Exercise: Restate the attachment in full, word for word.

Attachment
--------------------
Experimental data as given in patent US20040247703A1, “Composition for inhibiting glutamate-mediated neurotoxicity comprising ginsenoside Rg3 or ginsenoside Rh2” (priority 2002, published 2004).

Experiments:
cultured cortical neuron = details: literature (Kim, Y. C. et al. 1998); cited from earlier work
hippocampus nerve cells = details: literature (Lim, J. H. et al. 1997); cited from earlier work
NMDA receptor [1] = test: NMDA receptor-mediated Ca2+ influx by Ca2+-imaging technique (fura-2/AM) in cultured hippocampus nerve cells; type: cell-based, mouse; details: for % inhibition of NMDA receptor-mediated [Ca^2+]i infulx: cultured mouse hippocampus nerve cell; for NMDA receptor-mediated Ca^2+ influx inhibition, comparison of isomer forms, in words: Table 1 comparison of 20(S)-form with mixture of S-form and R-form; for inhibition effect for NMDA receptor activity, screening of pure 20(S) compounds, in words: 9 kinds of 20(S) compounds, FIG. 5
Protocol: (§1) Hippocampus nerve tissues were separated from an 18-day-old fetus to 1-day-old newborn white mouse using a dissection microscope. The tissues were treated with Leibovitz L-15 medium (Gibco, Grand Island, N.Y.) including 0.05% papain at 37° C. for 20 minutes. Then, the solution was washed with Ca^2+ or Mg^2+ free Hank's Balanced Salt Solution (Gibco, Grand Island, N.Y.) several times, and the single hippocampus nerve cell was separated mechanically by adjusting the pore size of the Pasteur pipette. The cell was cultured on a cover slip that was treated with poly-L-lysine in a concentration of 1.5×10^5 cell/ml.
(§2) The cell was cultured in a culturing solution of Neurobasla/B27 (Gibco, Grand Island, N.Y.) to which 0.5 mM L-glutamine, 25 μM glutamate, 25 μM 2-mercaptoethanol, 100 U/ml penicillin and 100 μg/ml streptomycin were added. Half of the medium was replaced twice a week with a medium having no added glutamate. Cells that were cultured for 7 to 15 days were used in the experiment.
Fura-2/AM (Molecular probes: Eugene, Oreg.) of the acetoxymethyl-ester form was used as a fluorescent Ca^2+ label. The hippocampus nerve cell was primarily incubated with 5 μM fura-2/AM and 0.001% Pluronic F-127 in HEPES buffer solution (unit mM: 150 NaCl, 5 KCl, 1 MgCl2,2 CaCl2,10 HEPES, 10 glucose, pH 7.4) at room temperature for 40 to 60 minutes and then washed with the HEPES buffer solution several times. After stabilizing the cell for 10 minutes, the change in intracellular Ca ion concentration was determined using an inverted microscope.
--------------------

Experimental data as given in patent US20040247703A1, “Composition for inhibiting glutamate-mediated neurotoxicity comprising ginsenoside Rg3 or ginsenoside Rh2” (priority 2002, published 2004).

Experiments:
cultured cortical neuron = details: literature (Kim, Y. C. et al. 1998); cited from earlier work
hippocampus nerve cells = details: literature (Lim, J. H. et al. 1997); cited from earlier work
NMDA receptor [1] = test: NMDA receptor-mediated Ca2+ influx by Ca2+-imaging technique (fura-2/AM) in cultured hippocampus nerve cells; type: cell-based, mouse; details: for % inhibition of NMDA receptor-mediated [Ca^2+]i infulx: cultured mouse hippocampus nerve cell; for NMDA receptor-mediated Ca^2+ influx inhibition, comparison of isomer forms, in words: Table 1 comparison of 20(S)-form with mixture of S-form and R-form; for inhibition effect for NMDA receptor activity, screening of pure 20(S) compounds, in words: 9 kinds of 20(S) compounds, FIG. 5
Protocol: (§1) Hippocampus nerve tissues were separated from an 18-day-old fetus to 1-day-old newborn white mouse using a dissection microscope. The tissues were treated with Leibovitz L-15 medium (Gibco, Grand Island, N.Y.) including 0.05% papain at 37° C. for 20 minutes. Then, the solution was washed with Ca^2+ or Mg^2+ free Hank's Balanced Salt Solution (Gibco, Grand Island, N.Y.) several times, and the single hippocampus nerve cell was separated mechanically by adjusting the pore size of the Pasteur pipette. The cell was cultured on a cover slip that was treated with poly-L-lysine in a concentration of 1.5×10^5 cell/ml.
(§2) The cell was cultured in a culturing solution of Neurobasla/B27 (Gibco, Grand Island, N.Y.) to which 0.5 mM L-glutamine, 25 μM glutamate, 25 μM 2-mercaptoethanol, 100 U/ml penicillin and 100 μg/ml streptomycin were added. Half of the medium was replaced twice a week with a medium having no added glutamate. Cells that were cultured for 7 to 15 days were used in the experiment.
Fura-2/AM (Molecular probes: Eugene, Oreg.) of the acetoxymethyl-ester form was used as a fluorescent Ca^2+ label. The hippocampus nerve cell was primarily incubated with 5 μM fura-2/AM and 0.001% Pluronic F-127 in HEPES buffer solution (unit mM: 150 NaCl, 5 KCl, 1 MgCl2,2 CaCl2,10 HEPES, 10 glucose, pH 7.4) at room temperature for 40 to 60 minutes and then washed with the HEPES buffer solution several times. After stabilizing the cell for 10 minutes, the change in intracellular Ca ion concentration was determined using an inverted microscope.